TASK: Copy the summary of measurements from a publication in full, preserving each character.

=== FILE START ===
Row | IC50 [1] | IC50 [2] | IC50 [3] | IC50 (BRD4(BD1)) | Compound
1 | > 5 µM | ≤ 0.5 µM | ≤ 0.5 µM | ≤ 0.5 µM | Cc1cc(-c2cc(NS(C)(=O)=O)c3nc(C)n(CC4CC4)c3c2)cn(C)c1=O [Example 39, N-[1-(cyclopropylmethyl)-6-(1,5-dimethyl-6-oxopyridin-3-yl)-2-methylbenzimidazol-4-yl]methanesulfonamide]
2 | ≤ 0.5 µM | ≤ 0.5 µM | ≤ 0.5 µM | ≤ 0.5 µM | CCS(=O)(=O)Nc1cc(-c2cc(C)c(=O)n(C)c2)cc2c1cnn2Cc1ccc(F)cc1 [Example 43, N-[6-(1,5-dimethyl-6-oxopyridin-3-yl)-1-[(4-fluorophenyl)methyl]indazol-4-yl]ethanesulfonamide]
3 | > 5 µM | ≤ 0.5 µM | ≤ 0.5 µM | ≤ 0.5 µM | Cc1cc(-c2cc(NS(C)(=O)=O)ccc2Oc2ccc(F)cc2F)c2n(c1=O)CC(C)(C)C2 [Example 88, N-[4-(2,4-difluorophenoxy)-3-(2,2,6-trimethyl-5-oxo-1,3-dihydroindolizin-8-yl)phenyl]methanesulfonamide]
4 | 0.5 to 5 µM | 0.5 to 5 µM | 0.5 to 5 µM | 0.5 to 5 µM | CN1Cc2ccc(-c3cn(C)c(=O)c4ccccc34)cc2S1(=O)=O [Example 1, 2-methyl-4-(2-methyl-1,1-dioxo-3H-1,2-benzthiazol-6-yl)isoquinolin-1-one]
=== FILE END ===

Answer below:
Row | IC50 [1] | IC50 [2] | IC50 [3] | IC50 (BRD4(BD1)) | Compound
1 | > 5 µM | ≤ 0.5 µM | ≤ 0.5 µM | ≤ 0.5 µM | Cc1cc(-c2cc(NS(C)(=O)=O)c3nc(C)n(CC4CC4)c3c2)cn(C)c1=O [Example 39, N-[1-(cyclopropylmethyl)-6-(1,5-dimethyl-6-oxopyridin-3-yl)-2-methylbenzimidazol-4-yl]methanesulfonamide]
2 | ≤ 0.5 µM | ≤ 0.5 µM | ≤ 0.5 µM | ≤ 0.5 µM | CCS(=O)(=O)Nc1cc(-c2cc(C)c(=O)n(C)c2)cc2c1cnn2Cc1ccc(F)cc1 [Example 43, N-[6-(1,5-dimethyl-6-oxopyridin-3-yl)-1-[(4-fluorophenyl)methyl]indazol-4-yl]ethanesulfonamide]
3 | > 5 µM | ≤ 0.5 µM | ≤ 0.5 µM | ≤ 0.5 µM | Cc1cc(-c2cc(NS(C)(=O)=O)ccc2Oc2ccc(F)cc2F)c2n(c1=O)CC(C)(C)C2 [Example 88, N-[4-(2,4-difluorophenoxy)-3-(2,2,6-trimethyl-5-oxo-1,3-dihydroindolizin-8-yl)phenyl]methanesulfonamide]
4 | 0.5 to 5 µM | 0.5 to 5 µM | 0.5 to 5 µM | 0.5 to 5 µM | CN1Cc2ccc(-c3cn(C)c(=O)c4ccccc34)cc2S1(=O)=O [Example 1, 2-methyl-4-(2-methyl-1,1-dioxo-3H-1,2-benzthiazol-6-yl)isoquinolin-1-one]